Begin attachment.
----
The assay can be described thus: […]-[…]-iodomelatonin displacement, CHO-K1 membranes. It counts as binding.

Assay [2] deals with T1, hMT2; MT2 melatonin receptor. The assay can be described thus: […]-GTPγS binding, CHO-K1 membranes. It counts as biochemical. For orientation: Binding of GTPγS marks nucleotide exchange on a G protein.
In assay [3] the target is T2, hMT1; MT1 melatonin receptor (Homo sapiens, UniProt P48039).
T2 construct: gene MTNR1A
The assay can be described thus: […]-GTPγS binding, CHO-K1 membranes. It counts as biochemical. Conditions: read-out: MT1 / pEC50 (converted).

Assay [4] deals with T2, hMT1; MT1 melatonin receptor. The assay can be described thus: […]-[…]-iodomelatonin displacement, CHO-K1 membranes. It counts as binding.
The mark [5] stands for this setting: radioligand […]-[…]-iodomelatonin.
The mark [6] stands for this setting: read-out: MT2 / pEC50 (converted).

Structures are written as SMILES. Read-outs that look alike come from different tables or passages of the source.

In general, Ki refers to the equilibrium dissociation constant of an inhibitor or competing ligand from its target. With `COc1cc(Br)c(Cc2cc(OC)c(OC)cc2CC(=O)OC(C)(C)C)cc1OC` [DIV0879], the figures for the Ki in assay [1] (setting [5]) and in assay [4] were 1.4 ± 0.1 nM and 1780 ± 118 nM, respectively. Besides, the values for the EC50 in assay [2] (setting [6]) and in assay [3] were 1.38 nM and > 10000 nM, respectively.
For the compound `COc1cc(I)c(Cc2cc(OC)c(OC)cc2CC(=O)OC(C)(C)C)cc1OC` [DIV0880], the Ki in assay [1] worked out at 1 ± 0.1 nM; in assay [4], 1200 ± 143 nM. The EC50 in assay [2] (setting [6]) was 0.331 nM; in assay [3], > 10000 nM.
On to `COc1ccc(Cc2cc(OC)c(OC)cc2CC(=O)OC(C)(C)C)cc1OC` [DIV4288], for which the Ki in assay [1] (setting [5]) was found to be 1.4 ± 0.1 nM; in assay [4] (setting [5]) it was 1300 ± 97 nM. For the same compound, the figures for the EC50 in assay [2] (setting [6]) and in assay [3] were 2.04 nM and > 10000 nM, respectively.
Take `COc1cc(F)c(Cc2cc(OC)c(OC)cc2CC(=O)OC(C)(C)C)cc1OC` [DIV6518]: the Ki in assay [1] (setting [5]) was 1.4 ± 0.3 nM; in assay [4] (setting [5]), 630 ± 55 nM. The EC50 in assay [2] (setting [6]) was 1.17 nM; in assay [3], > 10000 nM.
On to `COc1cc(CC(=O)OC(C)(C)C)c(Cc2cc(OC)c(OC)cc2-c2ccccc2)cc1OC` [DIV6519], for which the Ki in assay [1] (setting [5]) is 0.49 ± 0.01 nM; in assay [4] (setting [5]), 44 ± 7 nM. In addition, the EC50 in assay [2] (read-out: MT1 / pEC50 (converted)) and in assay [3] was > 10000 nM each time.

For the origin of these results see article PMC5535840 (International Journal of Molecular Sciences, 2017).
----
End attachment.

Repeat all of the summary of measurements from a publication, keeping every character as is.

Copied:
The assay can be described thus: […]-[…]-iodomelatonin displacement, CHO-K1 membranes. It counts as binding.

Assay [2] deals with T1, hMT2; MT2 melatonin receptor. The assay can be described thus: […]-GTPγS binding, CHO-K1 membranes. It counts as biochemical. For orientation: Binding of GTPγS marks nucleotide exchange on a G protein.
In assay [3] the target is T2, hMT1; MT1 melatonin receptor (Homo sapiens, UniProt P48039).
T2 construct: gene MTNR1A
The assay can be described thus: […]-GTPγS binding, CHO-K1 membranes. It counts as biochemical. Conditions: read-out: MT1 / pEC50 (converted).

Assay [4] deals with T2, hMT1; MT1 melatonin receptor. The assay can be described thus: […]-[…]-iodomelatonin displacement, CHO-K1 membranes. It counts as binding.
The mark [5] stands for this setting: radioligand […]-[…]-iodomelatonin.
The mark [6] stands for this setting: read-out: MT2 / pEC50 (converted).

Structures are written as SMILES. Read-outs that look alike come from different tables or passages of the source.

In general, Ki refers to the equilibrium dissociation constant of an inhibitor or competing ligand from its target. With `COc1cc(Br)c(Cc2cc(OC)c(OC)cc2CC(=O)OC(C)(C)C)cc1OC` [DIV0879], the figures for the Ki in assay [1] (setting [5]) and in assay [4] were 1.4 ± 0.1 nM and 1780 ± 118 nM, respectively. Besides, the values for the EC50 in assay [2] (setting [6]) and in assay [3] were 1.38 nM and > 10000 nM, respectively.
For the compound `COc1cc(I)c(Cc2cc(OC)c(OC)cc2CC(=O)OC(C)(C)C)cc1OC` [DIV0880], the Ki in assay [1] worked out at 1 ± 0.1 nM; in assay [4], 1200 ± 143 nM. The EC50 in assay [2] (setting [6]) was 0.331 nM; in assay [3], > 10000 nM.
On to `COc1ccc(Cc2cc(OC)c(OC)cc2CC(=O)OC(C)(C)C)cc1OC` [DIV4288], for which the Ki in assay [1] (setting [5]) was found to be 1.4 ± 0.1 nM; in assay [4] (setting [5]) it was 1300 ± 97 nM. For the same compound, the figures for the EC50 in assay [2] (setting [6]) and in assay [3] were 2.04 nM and > 10000 nM, respectively.
Take `COc1cc(F)c(Cc2cc(OC)c(OC)cc2CC(=O)OC(C)(C)C)cc1OC` [DIV6518]: the Ki in assay [1] (setting [5]) was 1.4 ± 0.3 nM; in assay [4] (setting [5]), 630 ± 55 nM. The EC50 in assay [2] (setting [6]) was 1.17 nM; in assay [3], > 10000 nM.
On to `COc1cc(CC(=O)OC(C)(C)C)c(Cc2cc(OC)c(OC)cc2-c2ccccc2)cc1OC` [DIV6519], for which the Ki in assay [1] (setting [5]) is 0.49 ± 0.01 nM; in assay [4] (setting [5]), 44 ± 7 nM. In addition, the EC50 in assay [2] (read-out: MT1 / pEC50 (converted)) and in assay [3] was > 10000 nM each time.

For the origin of these results see article PMC5535840 (International Journal of Molecular Sciences, 2017).